It is recommended that the extended data sub-carriers be set at a relative level of roughly 15 dB below the level of the other main sub-carriers. This is a compromise between the robustness of these extended sub-carriers and interference to the main sub-carriers of a first adjacent signal. To assess the potential interference situation, assume that the maximum relative level of the first adjacent all-digital station is −6 dB at the 54 dBu protected contour. This is the case for the pair of first-adjacent stations that meet the FCC guidelines, although there are exceptions that are close-spaced. The extended data sub-carriers would interfere with the first adjacent main sub-carriers at a relative level of −21 dB (−6 dB-15 dB). This level of interference includes some margin for fading and should not result in significant degradation of the main signal. However, the extended data sub-carriers would suffer when the first adjacent interferer is −6 dB lower since the interferer's main sub-carriers would be 9 dB higher than the extended data sub-carriers. FEC coding would be imposed upon the extended data sub-carriers such that one first adjacent interferer can be tolerated. If the extended data is perceived to be more valuable than indicative of the protection provided, then consider raising the level of the extended data sub-carriers to −10 dB instead of −15 dB.
FIG. 3 is a schematic representation of the placement and relative power spectral density of the signal components for the upper sideband of FM IBOC DAB signal in accordance with the present invention. In FIGS. 3 and 4, the potential sub-carrier locations are indexed (assigned numbers) ranging from zero at the FM center frequency to plus or minus 273 at the edges of the 400 kHz bandwidth, with the positive assignments having carrier frequencies above the channel center frequency and the negative numbers having frequencies below the channel center frequency. The sub-carrier assignments shown in parentheses above the frequency scale FIG. 3 include all optional sub-carriers in the upper sideband of both the hybrid and all-digital systems. The hybrid DAB sub-carriers comprise a subset of the all-digital DAB sub-carriers. In the preferred embodiments of the invention, the individual OFDM sub-carriers are QPSK modulated at 689.0625 Hz (44100/64) and are orthogonally spaced at about 726.7456055 Hz (44100*135/8192) after pulse shaping is applied (root raised cosine time pulse with 7/128 excess time functions as guard time). The frequency scale shows the frequency difference from the channel center frequency.
The upper sideband represented in FIG. 3, is comprised of information-bearing sub-carriers 140 through 272 corresponding to sub-carrier frequencies 101,744 Hz through 197,675 Hz. Sub-carrier 273 is an optional reference sub-carrier. The upper sideband is shown to be divided into several groups 34, 36, 38 and 40. Group 34 represents the main channel and contains sub-carriers 178 through 253. The main channel sub-carriers are used to transmit the program material to be broadcast in the form of data bits of the coding algorithm at a rate of at least 96 thousand bits per second (kbs). The main channel may include ancillary and auxiliary data. A second group of carriers 36 occupying sub-carrier positions 254 through 272 are used to transmit parity bits. A third group of carriers can be used to carry a 24 kbps delayed version of the program material for tunings and backup purposes. As will be discussed below, these sub-carriers are more likely to be corrupted by interferers than sub-carriers that are positioned closer to the center of the channel. The most expendable code bits are placed on the outer OFDM sub-carriers. The expendable bits contribute least to the free distance or coding gain of the combined code and they are least important to the error correction ability of the code. Therefore, the most vulnerable sub-carriers are used to carry these expendable bits.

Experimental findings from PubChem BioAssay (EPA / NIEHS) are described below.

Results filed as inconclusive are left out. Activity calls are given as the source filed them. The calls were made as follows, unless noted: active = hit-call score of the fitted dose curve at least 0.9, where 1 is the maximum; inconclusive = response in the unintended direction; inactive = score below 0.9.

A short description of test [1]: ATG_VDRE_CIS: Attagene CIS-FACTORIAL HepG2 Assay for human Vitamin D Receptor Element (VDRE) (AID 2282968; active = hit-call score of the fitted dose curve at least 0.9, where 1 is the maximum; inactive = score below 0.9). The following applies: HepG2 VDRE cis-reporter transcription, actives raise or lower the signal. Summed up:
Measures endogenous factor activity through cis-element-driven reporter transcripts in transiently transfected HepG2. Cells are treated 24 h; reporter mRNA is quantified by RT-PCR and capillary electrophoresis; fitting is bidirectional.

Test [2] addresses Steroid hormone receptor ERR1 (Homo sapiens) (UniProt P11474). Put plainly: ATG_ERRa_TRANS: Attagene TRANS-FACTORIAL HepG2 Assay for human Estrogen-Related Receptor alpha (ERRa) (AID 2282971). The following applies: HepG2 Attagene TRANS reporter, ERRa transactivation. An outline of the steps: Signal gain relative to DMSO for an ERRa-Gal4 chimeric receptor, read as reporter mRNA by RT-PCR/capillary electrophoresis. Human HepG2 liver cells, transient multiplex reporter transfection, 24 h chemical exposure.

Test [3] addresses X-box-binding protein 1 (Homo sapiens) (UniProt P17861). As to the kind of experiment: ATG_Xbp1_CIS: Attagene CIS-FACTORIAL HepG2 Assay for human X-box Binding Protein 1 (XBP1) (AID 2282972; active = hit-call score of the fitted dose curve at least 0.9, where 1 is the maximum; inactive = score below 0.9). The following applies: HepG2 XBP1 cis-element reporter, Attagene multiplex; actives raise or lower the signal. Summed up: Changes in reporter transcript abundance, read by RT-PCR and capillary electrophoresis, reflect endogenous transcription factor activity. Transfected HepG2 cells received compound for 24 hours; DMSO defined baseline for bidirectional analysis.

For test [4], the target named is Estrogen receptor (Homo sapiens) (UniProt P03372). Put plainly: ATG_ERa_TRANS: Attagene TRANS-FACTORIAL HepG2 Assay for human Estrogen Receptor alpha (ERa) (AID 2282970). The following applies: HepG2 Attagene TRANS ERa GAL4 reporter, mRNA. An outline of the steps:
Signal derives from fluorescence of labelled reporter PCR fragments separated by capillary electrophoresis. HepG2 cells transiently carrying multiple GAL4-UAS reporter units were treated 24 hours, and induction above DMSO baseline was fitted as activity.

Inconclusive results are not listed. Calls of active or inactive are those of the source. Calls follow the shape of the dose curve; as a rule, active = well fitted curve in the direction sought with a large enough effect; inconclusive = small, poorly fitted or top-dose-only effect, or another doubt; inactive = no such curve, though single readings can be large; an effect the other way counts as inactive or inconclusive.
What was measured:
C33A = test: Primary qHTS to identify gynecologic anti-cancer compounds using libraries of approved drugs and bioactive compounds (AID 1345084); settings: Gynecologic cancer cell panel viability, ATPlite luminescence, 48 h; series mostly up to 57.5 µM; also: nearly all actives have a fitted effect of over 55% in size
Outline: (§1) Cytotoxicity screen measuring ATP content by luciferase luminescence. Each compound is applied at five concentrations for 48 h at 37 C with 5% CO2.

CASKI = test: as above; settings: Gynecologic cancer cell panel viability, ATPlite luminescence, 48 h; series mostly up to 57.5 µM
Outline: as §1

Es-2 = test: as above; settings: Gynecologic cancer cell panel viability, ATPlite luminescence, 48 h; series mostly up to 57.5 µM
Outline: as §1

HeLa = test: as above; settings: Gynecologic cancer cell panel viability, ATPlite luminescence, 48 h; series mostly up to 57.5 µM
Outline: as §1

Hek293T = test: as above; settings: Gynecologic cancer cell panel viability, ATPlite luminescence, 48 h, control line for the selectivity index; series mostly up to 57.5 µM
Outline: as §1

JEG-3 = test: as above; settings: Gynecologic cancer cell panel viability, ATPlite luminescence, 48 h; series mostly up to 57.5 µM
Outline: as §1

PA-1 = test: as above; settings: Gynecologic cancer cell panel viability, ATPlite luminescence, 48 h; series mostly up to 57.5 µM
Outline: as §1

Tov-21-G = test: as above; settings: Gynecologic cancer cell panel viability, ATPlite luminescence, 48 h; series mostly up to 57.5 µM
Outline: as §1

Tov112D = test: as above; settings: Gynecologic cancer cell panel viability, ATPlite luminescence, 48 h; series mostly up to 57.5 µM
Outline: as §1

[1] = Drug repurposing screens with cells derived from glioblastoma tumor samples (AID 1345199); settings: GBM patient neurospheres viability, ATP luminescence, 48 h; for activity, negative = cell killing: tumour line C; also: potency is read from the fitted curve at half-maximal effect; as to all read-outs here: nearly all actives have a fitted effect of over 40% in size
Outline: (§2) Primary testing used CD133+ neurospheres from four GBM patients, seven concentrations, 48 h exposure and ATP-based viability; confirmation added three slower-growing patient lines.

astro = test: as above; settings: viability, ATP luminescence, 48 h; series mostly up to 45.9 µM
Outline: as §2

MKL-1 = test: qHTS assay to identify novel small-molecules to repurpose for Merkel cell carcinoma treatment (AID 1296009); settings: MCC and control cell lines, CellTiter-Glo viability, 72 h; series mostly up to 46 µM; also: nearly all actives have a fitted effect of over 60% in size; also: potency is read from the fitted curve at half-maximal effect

Another group of sub-carriers 38 is used in the all-digital embodiment of the invention to carry parity bits or optional data and may be used in the hybrid embodiment of the invention, if the analog signal in the central frequency band is scaled back, for example by removing stereo information. Sub-carrier group 40 includes sub-carrier positions 140 through 158 and is used in the all-digital embodiment to transmit a delayed backup version of the program material at a lower data rate, of for example 24 kbs. The sub-carriers in this group would not be used in the hybrid embodiment unless the analog base band signal is further scaled back. In the all-digital embodiment, the sub-carriers of group 40 provide data that can be used in the event of a loss of the signal transmitted in the main channel. The sub-carrier at location 273 represents an optional reference signal 42. This signal may be used for signal acquisition purposes if desired.